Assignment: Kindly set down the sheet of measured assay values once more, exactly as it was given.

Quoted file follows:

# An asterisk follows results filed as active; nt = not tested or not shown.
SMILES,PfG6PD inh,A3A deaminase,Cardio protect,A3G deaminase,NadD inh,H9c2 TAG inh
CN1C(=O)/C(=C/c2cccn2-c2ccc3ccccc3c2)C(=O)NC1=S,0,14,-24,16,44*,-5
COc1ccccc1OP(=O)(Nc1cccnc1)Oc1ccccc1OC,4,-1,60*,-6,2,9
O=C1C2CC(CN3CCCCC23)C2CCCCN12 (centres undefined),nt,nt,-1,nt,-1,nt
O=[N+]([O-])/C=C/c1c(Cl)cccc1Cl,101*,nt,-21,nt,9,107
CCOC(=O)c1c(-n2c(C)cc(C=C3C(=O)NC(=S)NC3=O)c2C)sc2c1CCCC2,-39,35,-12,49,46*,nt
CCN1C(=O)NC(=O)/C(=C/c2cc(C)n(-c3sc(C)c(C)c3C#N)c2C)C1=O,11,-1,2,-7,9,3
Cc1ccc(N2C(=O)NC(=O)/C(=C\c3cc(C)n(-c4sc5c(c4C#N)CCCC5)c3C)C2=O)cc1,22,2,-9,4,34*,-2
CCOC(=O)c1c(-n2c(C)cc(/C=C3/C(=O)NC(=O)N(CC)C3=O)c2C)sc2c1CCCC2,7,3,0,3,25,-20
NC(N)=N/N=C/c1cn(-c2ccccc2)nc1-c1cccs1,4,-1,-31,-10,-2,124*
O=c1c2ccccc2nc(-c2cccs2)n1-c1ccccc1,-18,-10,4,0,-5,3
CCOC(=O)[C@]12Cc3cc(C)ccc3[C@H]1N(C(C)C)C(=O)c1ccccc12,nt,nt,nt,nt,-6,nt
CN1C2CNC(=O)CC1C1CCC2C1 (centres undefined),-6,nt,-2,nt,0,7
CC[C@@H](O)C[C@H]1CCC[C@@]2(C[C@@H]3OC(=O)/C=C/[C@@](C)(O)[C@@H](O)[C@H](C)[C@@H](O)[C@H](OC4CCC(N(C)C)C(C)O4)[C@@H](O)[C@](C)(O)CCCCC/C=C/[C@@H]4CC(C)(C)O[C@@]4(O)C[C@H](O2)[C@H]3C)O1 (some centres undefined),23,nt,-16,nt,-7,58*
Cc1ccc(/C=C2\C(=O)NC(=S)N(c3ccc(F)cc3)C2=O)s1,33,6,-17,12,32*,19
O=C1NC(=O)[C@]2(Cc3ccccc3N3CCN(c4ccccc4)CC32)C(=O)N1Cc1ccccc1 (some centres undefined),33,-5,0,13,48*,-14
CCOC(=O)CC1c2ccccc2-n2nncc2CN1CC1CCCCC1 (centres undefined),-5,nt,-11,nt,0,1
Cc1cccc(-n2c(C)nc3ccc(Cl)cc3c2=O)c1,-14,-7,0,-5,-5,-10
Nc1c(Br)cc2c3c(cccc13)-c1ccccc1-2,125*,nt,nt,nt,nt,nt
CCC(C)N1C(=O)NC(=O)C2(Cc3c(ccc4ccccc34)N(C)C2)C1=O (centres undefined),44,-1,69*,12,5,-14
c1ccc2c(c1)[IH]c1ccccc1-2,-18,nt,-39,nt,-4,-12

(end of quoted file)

# An asterisk follows results filed as active; nt = not tested or not shown.
SMILES,PfG6PD inh,A3A deaminase,Cardio protect,A3G deaminase,NadD inh,H9c2 TAG inh
CN1C(=O)/C(=C/c2cccn2-c2ccc3ccccc3c2)C(=O)NC1=S,0,14,-24,16,44*,-5
COc1ccccc1OP(=O)(Nc1cccnc1)Oc1ccccc1OC,4,-1,60*,-6,2,9
O=C1C2CC(CN3CCCCC23)C2CCCCN12 (centres undefined),nt,nt,-1,nt,-1,nt
O=[N+]([O-])/C=C/c1c(Cl)cccc1Cl,101*,nt,-21,nt,9,107
CCOC(=O)c1c(-n2c(C)cc(C=C3C(=O)NC(=S)NC3=O)c2C)sc2c1CCCC2,-39,35,-12,49,46*,nt
CCN1C(=O)NC(=O)/C(=C/c2cc(C)n(-c3sc(C)c(C)c3C#N)c2C)C1=O,11,-1,2,-7,9,3
Cc1ccc(N2C(=O)NC(=O)/C(=C\c3cc(C)n(-c4sc5c(c4C#N)CCCC5)c3C)C2=O)cc1,22,2,-9,4,34*,-2
CCOC(=O)c1c(-n2c(C)cc(/C=C3/C(=O)NC(=O)N(CC)C3=O)c2C)sc2c1CCCC2,7,3,0,3,25,-20
NC(N)=N/N=C/c1cn(-c2ccccc2)nc1-c1cccs1,4,-1,-31,-10,-2,124*
O=c1c2ccccc2nc(-c2cccs2)n1-c1ccccc1,-18,-10,4,0,-5,3
CCOC(=O)[C@]12Cc3cc(C)ccc3[C@H]1N(C(C)C)C(=O)c1ccccc12,nt,nt,nt,nt,-6,nt
CN1C2CNC(=O)CC1C1CCC2C1 (centres undefined),-6,nt,-2,nt,0,7
CC[C@@H](O)C[C@H]1CCC[C@@]2(C[C@@H]3OC(=O)/C=C/[C@@](C)(O)[C@@H](O)[C@H](C)[C@@H](O)[C@H](OC4CCC(N(C)C)C(C)O4)[C@@H](O)[C@](C)(O)CCCCC/C=C/[C@@H]4CC(C)(C)O[C@@]4(O)C[C@H](O2)[C@H]3C)O1 (some centres undefined),23,nt,-16,nt,-7,58*
Cc1ccc(/C=C2\C(=O)NC(=S)N(c3ccc(F)cc3)C2=O)s1,33,6,-17,12,32*,19
O=C1NC(=O)[C@]2(Cc3ccccc3N3CCN(c4ccccc4)CC32)C(=O)N1Cc1ccccc1 (some centres undefined),33,-5,0,13,48*,-14
CCOC(=O)CC1c2ccccc2-n2nncc2CN1CC1CCCCC1 (centres undefined),-5,nt,-11,nt,0,1
Cc1cccc(-n2c(C)nc3ccc(Cl)cc3c2=O)c1,-14,-7,0,-5,-5,-10
Nc1c(Br)cc2c3c(cccc13)-c1ccccc1-2,125*,nt,nt,nt,nt,nt
CCC(C)N1C(=O)NC(=O)C2(Cc3c(ccc4ccccc34)N(C)C2)C1=O (centres undefined),44,-1,69*,12,5,-14
c1ccc2c(c1)[IH]c1ccccc1-2,-18,nt,-39,nt,-4,-12